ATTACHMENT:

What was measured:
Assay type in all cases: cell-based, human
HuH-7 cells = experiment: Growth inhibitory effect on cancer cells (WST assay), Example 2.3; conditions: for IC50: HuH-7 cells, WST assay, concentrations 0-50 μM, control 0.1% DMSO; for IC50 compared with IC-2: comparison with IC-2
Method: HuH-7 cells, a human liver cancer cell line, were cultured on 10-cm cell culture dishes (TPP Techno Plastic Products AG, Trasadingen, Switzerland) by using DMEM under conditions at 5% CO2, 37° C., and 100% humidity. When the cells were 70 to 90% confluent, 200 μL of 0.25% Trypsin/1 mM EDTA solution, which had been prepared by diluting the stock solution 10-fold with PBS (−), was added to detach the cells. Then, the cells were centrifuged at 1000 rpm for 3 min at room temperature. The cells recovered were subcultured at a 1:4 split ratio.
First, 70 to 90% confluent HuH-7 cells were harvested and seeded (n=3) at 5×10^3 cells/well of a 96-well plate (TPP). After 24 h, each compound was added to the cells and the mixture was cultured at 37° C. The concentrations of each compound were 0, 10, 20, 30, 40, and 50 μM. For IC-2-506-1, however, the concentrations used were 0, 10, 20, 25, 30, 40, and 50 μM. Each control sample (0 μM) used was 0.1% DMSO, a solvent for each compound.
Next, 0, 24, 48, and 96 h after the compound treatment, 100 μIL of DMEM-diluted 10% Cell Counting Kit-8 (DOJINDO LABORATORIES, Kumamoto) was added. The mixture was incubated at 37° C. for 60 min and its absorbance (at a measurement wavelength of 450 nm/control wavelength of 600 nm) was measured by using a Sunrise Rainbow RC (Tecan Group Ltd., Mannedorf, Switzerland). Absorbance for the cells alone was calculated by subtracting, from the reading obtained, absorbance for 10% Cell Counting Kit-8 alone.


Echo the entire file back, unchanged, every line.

What was measured:
Assay type in all cases: cell-based, human
HuH-7 cells = experiment: Growth inhibitory effect on cancer cells (WST assay), Example 2.3; conditions: for IC50: HuH-7 cells, WST assay, concentrations 0-50 μM, control 0.1% DMSO; for IC50 compared with IC-2: comparison with IC-2
Method: HuH-7 cells, a human liver cancer cell line, were cultured on 10-cm cell culture dishes (TPP Techno Plastic Products AG, Trasadingen, Switzerland) by using DMEM under conditions at 5% CO2, 37° C., and 100% humidity. When the cells were 70 to 90% confluent, 200 μL of 0.25% Trypsin/1 mM EDTA solution, which had been prepared by diluting the stock solution 10-fold with PBS (−), was added to detach the cells. Then, the cells were centrifuged at 1000 rpm for 3 min at room temperature. The cells recovered were subcultured at a 1:4 split ratio.
First, 70 to 90% confluent HuH-7 cells were harvested and seeded (n=3) at 5×10^3 cells/well of a 96-well plate (TPP). After 24 h, each compound was added to the cells and the mixture was cultured at 37° C. The concentrations of each compound were 0, 10, 20, 30, 40, and 50 μM. For IC-2-506-1, however, the concentrations used were 0, 10, 20, 25, 30, 40, and 50 μM. Each control sample (0 μM) used was 0.1% DMSO, a solvent for each compound.
Next, 0, 24, 48, and 96 h after the compound treatment, 100 μIL of DMEM-diluted 10% Cell Counting Kit-8 (DOJINDO LABORATORIES, Kumamoto) was added. The mixture was incubated at 37° C. for 60 min and its absorbance (at a measurement wavelength of 450 nm/control wavelength of 600 nm) was measured by using a Sunrise Rainbow RC (Tecan Group Ltd., Mannedorf, Switzerland). Absorbance for the cells alone was calculated by subtracting, from the reading obtained, absorbance for 10% Cell Counting Kit-8 alone.